Booker and Dax, New York City
At Momofuku Ssäm Bar’s experimental bar annex, the French Culinary Institute's director of culinary technology Dave Arnold has brought in cutting-edge equipment. Manhattan cocktails are made in advance for consistency and pre-bottled in individual servings with liquid nitrogen to stave off oxidization. Though not as visually striking as the bar's glowing poker used to instantly heat drinks, the wow effect is still there because the drink is not diluted with ice and there's enough extra left in the bottle for a second pour. "We actually serve you more liquid than can fit into your coupe," he says, "which people seem to enjoy." momofuku.com.
The Aviary, Chicago
At Grant Achatz’s buzzy state-of-the-art cocktail lounge, expert mixologists use a double-chamber vacuum pot to create the Rooibos cocktail tableside. In the bottom pot, gin is heated over a flame until it's sucked into the upper pot where it is infused with Rooibos tea, grapefruit, lemon zest, crushed almonds, herbs and spices. When the heat source is removed, the drink gets muddled back into the lower pot and served warm. theaviary.com.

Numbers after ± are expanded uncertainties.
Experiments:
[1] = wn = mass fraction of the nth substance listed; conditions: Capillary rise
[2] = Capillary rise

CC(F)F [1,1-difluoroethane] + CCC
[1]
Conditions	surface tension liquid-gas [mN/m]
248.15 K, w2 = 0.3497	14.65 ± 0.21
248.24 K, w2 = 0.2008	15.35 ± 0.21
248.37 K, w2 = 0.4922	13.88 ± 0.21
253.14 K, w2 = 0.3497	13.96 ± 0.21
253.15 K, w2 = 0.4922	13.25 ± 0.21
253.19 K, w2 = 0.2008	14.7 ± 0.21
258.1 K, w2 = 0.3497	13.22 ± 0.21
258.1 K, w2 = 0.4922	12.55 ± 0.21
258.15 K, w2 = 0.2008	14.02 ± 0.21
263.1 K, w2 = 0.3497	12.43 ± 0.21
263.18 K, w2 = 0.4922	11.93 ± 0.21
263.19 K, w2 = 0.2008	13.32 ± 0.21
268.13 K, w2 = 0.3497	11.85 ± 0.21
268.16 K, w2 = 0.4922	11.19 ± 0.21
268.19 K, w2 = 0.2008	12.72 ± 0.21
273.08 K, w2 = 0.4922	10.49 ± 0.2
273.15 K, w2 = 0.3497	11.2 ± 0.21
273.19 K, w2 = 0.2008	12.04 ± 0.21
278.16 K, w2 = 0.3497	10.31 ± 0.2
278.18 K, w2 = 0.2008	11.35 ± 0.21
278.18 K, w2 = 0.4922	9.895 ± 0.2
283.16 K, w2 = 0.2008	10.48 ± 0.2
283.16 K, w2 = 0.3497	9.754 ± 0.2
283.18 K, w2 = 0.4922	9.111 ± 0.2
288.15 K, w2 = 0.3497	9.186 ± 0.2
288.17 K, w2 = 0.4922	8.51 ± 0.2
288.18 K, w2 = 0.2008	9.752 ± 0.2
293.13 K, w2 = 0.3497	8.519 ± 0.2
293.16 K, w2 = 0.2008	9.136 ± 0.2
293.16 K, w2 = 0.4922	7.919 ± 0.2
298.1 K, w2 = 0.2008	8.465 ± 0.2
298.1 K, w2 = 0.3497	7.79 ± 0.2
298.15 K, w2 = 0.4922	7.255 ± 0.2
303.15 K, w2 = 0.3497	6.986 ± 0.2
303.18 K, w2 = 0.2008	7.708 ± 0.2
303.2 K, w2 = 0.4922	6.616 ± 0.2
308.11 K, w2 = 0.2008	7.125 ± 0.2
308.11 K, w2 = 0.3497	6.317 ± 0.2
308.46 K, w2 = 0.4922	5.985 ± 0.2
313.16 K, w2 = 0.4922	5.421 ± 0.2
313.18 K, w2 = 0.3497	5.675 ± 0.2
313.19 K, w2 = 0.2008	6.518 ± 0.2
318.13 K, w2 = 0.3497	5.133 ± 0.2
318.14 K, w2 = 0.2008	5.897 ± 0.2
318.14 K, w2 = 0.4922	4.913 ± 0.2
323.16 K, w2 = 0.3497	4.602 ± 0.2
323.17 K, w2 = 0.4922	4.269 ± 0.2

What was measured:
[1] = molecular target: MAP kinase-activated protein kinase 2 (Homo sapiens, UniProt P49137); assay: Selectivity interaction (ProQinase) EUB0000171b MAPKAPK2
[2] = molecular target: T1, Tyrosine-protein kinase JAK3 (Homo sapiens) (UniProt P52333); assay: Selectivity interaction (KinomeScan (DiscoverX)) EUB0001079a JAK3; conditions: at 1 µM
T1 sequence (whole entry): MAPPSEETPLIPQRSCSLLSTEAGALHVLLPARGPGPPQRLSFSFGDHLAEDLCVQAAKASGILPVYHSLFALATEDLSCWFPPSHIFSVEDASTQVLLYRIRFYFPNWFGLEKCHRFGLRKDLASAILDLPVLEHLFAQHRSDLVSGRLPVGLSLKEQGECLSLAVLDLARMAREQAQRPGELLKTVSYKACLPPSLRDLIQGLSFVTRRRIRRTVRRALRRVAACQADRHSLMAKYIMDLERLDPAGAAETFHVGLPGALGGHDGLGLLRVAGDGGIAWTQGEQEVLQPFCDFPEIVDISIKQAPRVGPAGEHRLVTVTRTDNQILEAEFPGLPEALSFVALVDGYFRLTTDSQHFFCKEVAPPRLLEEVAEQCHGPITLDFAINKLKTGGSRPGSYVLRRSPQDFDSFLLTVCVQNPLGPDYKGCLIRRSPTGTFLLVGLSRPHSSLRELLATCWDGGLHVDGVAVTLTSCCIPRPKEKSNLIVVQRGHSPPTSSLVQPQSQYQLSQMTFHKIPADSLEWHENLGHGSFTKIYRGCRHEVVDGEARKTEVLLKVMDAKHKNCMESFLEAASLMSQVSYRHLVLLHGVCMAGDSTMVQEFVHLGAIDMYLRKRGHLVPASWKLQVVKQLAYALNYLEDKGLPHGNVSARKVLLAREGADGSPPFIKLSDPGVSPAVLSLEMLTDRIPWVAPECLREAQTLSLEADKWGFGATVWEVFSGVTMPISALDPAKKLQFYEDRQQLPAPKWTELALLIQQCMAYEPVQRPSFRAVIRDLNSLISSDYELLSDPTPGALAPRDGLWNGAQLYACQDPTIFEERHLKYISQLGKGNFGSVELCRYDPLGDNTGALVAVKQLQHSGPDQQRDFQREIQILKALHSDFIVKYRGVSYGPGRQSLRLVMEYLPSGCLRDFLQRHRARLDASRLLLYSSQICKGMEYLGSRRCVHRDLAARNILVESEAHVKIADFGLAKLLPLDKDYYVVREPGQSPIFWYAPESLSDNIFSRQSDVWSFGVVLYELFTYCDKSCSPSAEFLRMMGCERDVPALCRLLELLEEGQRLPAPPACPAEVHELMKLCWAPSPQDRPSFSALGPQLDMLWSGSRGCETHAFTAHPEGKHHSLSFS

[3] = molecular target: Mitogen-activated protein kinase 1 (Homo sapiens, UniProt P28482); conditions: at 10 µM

Bourbon & Branch, San Francisco
The Cocktail Bar at the Windsor Court Hotel, New Orleans
The newly opened lounge borrows sous vide techniques from the kitchen for the Lion Amongst Ladies cocktail. The sealed mix of herbal Damiana liqueur, lemon, flamed orange peel and tequila is infused with kumquats in a warm, sous vide bath over the course of two hours. grillroomneworleans.com/cocktailbar.
Citizen R+D, Phoenix
At this bar-cum-research-lab, mixologist Richie Moe creates ice-cold rum-based Paint Can Punch with a repurposed antique paint-can shaker, which is so loud and vigorous that it shakes the room. Also in his workshop: a cold-drip coffeemaker used to make a Three-Hour Margarita, which for obvious reasons needs to be ordered well ahead of time. citizenrandd.com.